Lawrence Gillum, CFA, Fixed Income Strategist, LPL Financial
Josh Whitmore, CFA, Sr. Fixed Income Analyst, LPL Financial
TAKING ADVANTAGE OF HIGHER YIELDS
The LPL Research Strategic and Tactical Asset Allocation Committee is increasing its recommended interest rate exposure in its tactical allocation from underweight to neutral. Now that interest rates have moved substantially higher, we believe opportunities in fixed income have improved and are looking to add back to certain areas within fixed income that may benefit.
Because the equity risk within our diversified asset allocation portfolios is still the largest contributor to total portfolio risk, we like the defensive properties that bonds could play on a go-forward basis. In the form of high-quality bonds, interest rate exposure has been a good diversifier to equity risk. And while that hasn’t been the case this year, we think at these higher interest rate levels, bonds can act like that diversifier again. While we acknowledge that interest rates could move higher still, we think the risk/reward profile of adding to rate-sensitive fixed income assets has improved. That said, for those income-oriented investors who mostly or exclusively hold bonds and don’t need fixed income to diversify stock holdings, we think there are ample opportunities in shorter maturity Treasury and investment-grade corporate securities.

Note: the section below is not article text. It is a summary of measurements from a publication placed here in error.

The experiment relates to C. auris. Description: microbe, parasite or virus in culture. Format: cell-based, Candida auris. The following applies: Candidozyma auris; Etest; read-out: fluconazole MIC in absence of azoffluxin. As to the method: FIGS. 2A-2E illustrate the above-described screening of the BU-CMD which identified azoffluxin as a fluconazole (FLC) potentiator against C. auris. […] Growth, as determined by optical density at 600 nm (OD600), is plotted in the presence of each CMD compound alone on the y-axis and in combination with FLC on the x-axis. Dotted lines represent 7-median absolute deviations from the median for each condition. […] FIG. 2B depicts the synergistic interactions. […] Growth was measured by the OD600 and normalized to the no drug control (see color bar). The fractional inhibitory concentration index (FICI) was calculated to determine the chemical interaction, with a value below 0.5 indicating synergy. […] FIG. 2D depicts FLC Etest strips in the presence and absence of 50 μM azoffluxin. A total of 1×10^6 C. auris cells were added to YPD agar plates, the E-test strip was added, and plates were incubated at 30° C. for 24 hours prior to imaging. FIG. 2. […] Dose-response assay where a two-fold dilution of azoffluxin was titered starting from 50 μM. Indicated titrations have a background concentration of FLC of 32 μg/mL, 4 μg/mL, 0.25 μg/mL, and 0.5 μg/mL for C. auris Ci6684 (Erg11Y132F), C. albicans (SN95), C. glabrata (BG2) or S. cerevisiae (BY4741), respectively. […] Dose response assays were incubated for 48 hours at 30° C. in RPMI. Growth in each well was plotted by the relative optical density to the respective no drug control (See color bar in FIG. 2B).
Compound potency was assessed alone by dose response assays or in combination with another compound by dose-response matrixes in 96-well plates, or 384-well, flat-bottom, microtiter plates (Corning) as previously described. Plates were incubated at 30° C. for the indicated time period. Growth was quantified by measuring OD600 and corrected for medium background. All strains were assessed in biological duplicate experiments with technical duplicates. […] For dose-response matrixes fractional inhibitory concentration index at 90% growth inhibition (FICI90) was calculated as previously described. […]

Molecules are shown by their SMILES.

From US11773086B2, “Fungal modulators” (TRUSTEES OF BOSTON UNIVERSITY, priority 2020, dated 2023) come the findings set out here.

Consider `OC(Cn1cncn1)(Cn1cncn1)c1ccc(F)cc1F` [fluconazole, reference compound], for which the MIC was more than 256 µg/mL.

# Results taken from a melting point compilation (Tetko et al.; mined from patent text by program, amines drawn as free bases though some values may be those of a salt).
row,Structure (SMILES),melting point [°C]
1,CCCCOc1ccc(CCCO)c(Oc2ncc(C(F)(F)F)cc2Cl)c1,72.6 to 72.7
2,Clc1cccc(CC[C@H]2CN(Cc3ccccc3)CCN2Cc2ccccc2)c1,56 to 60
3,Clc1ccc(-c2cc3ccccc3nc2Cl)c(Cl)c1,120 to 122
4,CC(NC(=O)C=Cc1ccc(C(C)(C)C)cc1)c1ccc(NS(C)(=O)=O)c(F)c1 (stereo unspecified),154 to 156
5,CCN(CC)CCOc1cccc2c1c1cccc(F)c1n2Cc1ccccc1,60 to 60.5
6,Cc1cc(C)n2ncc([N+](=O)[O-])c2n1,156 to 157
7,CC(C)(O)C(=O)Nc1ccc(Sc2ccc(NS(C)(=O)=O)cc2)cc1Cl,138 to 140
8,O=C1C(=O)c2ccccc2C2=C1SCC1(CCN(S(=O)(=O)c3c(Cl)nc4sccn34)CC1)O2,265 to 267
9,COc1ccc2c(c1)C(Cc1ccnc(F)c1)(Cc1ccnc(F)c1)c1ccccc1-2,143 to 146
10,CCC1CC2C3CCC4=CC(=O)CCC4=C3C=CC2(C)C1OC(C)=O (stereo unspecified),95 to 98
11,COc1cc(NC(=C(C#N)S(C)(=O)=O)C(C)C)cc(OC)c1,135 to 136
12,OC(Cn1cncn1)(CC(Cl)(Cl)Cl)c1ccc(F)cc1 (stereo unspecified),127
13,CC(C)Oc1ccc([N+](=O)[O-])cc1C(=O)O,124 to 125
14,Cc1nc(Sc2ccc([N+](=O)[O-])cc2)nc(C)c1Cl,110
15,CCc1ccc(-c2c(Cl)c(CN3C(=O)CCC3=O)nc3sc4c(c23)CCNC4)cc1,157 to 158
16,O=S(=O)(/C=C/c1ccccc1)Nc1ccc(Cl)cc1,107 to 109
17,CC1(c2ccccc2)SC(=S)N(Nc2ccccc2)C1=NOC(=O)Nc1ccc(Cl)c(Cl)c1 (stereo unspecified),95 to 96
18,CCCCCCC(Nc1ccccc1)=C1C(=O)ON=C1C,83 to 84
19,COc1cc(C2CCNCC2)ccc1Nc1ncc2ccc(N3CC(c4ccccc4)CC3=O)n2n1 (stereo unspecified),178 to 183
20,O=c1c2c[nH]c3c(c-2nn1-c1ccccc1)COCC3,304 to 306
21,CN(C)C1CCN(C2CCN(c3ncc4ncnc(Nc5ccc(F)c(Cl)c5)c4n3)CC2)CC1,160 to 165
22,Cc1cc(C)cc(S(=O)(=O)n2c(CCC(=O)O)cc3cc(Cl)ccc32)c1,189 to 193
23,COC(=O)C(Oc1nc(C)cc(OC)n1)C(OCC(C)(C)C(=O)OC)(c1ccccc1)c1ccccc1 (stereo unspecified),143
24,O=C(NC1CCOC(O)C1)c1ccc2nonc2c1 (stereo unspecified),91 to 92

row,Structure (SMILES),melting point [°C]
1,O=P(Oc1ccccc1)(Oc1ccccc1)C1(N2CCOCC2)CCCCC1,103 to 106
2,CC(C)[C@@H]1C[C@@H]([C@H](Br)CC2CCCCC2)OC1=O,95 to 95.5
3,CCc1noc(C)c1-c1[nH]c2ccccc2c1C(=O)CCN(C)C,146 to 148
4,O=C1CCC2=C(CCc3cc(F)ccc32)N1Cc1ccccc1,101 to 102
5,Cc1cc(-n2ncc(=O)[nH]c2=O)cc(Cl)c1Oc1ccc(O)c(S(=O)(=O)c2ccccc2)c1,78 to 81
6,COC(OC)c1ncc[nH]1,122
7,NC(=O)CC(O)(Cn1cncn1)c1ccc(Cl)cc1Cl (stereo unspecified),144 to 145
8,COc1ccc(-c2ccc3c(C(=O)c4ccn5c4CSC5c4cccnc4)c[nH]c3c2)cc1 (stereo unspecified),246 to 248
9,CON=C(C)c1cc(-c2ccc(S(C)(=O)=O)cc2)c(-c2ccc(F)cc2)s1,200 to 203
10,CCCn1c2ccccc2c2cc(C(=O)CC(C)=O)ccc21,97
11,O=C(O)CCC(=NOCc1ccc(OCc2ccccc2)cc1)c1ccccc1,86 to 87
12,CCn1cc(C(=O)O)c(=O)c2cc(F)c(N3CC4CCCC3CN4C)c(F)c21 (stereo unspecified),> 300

A Historically Aggressive Fed
In last week’s Weekly Market Commentary, we wondered how much higher interest rates could go. The yield on the 10-year U.S. Treasury yield is up over 3.0% from its August 2020 lows and has already seen the biggest move higher in yields since 1987, when rates moved higher by 3.2%. Since the 1980s, the average trough-to-peak increase in 10-year Treasury yields has been closer to 2.5%, but that includes large rate increases in the early ‘80s when Treasury yields were much higher. Since 2000, the average increase in the 10-year yield during major moves higher is around 1.8%. Clearly, we’re not in normal times, but the move on the 10-year Treasury yield since it bottomed in August 2020 has been significant. As such, yields on most fixed income instruments are trading above longer-term averages.
The significant increase in yields, especially this year, is because of changing Federal Reserve (Fed) rate hike expectations. In late 2021, markets expected the Fed to largely stay on the sidelines and keep short-term interest rates low. However, as inflationary pressures remained (and still remain), the Fed has embarked on a historically aggressive rate hiking campaign [Figure 1]. Because of the Fed’s stated desire to front-load rate hikes, the current rate hiking cycle is the most aggressive campaign since the early ‘80s in both the speed and magnitude of rate hikes. The Fed has signaled that more interest rate hikes will likely be necessary to arrest the generationally high consumer price increases we’re currently experiencing. Markets have already priced in what we think is an appropriate terminal fed funds rate. As such, we think we may be at or near peak “hawkishness” from the Fed, which should allow fixed income yields to stabilize at or near current levels.